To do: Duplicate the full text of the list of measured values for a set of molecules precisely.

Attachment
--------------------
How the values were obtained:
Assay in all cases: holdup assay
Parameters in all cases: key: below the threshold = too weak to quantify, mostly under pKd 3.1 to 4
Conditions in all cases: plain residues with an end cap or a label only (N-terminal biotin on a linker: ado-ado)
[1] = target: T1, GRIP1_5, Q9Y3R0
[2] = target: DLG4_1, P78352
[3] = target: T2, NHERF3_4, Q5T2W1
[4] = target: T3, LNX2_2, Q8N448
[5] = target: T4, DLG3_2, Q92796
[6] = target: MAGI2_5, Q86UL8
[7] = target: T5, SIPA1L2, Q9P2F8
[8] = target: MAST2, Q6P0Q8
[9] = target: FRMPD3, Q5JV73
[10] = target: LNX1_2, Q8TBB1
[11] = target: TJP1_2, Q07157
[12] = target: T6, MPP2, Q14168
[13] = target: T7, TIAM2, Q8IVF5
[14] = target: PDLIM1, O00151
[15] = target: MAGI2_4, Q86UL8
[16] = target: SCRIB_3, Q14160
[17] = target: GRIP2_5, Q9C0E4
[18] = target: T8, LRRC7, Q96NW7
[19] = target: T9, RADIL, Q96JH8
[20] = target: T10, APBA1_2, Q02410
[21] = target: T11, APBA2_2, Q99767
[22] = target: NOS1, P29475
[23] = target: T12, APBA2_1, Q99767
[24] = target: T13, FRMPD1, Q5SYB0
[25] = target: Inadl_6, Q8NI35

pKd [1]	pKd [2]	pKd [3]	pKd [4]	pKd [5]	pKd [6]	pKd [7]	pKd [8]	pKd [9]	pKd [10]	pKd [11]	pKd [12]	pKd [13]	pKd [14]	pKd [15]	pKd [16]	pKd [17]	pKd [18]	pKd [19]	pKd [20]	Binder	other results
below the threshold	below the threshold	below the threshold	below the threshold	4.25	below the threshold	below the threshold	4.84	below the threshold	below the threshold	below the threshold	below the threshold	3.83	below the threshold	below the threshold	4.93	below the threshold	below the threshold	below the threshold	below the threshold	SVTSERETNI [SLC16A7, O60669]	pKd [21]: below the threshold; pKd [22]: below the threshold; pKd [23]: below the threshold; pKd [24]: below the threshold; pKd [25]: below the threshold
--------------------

How the values were obtained:
Assay in all cases: holdup assay
Parameters in all cases: key: below the threshold = too weak to quantify, mostly under pKd 3.1 to 4
Conditions in all cases: plain residues with an end cap or a label only (N-terminal biotin on a linker: ado-ado)
[1] = target: T1, GRIP1_5, Q9Y3R0
[2] = target: DLG4_1, P78352
[3] = target: T2, NHERF3_4, Q5T2W1
[4] = target: T3, LNX2_2, Q8N448
[5] = target: T4, DLG3_2, Q92796
[6] = target: MAGI2_5, Q86UL8
[7] = target: T5, SIPA1L2, Q9P2F8
[8] = target: MAST2, Q6P0Q8
[9] = target: FRMPD3, Q5JV73
[10] = target: LNX1_2, Q8TBB1
[11] = target: TJP1_2, Q07157
[12] = target: T6, MPP2, Q14168
[13] = target: T7, TIAM2, Q8IVF5
[14] = target: PDLIM1, O00151
[15] = target: MAGI2_4, Q86UL8
[16] = target: SCRIB_3, Q14160
[17] = target: GRIP2_5, Q9C0E4
[18] = target: T8, LRRC7, Q96NW7
[19] = target: T9, RADIL, Q96JH8
[20] = target: T10, APBA1_2, Q02410
[21] = target: T11, APBA2_2, Q99767
[22] = target: NOS1, P29475
[23] = target: T12, APBA2_1, Q99767
[24] = target: T13, FRMPD1, Q5SYB0
[25] = target: Inadl_6, Q8NI35

pKd [1]	pKd [2]	pKd [3]	pKd [4]	pKd [5]	pKd [6]	pKd [7]	pKd [8]	pKd [9]	pKd [10]	pKd [11]	pKd [12]	pKd [13]	pKd [14]	pKd [15]	pKd [16]	pKd [17]	pKd [18]	pKd [19]	pKd [20]	Binder	other results
below the threshold	below the threshold	below the threshold	below the threshold	4.25	below the threshold	below the threshold	4.84	below the threshold	below the threshold	below the threshold	below the threshold	3.83	below the threshold	below the threshold	4.93	below the threshold	below the threshold	below the threshold	below the threshold	SVTSERETNI [SLC16A7, O60669]	pKd [21]: below the threshold; pKd [22]: below the threshold; pKd [23]: below the threshold; pKd [24]: below the threshold; pKd [25]: below the threshold